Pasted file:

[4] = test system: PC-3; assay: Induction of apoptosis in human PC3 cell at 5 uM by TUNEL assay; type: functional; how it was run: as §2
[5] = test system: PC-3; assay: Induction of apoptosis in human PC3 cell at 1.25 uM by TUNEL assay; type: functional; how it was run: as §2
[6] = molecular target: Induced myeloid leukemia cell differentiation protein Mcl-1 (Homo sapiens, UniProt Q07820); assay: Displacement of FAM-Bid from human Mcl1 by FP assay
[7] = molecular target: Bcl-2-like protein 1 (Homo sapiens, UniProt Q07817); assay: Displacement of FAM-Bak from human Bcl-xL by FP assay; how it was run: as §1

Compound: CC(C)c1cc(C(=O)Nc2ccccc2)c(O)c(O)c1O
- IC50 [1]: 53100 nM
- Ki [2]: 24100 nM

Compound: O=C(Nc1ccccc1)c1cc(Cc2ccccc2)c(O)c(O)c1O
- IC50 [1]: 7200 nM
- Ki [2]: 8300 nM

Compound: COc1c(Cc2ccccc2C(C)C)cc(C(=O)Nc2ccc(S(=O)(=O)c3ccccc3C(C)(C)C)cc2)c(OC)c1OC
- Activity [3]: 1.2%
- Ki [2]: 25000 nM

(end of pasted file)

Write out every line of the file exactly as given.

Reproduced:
[4] = test system: PC-3; assay: Induction of apoptosis in human PC3 cell at 5 uM by TUNEL assay; type: functional; how it was run: as §2
[5] = test system: PC-3; assay: Induction of apoptosis in human PC3 cell at 1.25 uM by TUNEL assay; type: functional; how it was run: as §2
[6] = molecular target: Induced myeloid leukemia cell differentiation protein Mcl-1 (Homo sapiens, UniProt Q07820); assay: Displacement of FAM-Bid from human Mcl1 by FP assay
[7] = molecular target: Bcl-2-like protein 1 (Homo sapiens, UniProt Q07817); assay: Displacement of FAM-Bak from human Bcl-xL by FP assay; how it was run: as §1

Compound: CC(C)c1cc(C(=O)Nc2ccccc2)c(O)c(O)c1O
- IC50 [1]: 53100 nM
- Ki [2]: 24100 nM

Compound: O=C(Nc1ccccc1)c1cc(Cc2ccccc2)c(O)c(O)c1O
- IC50 [1]: 7200 nM
- Ki [2]: 8300 nM

Compound: COc1c(Cc2ccccc2C(C)C)cc(C(=O)Nc2ccc(S(=O)(=O)c3ccccc3C(C)(C)C)cc2)c(OC)c1OC
- Activity [3]: 1.2%
- Ki [2]: 25000 nM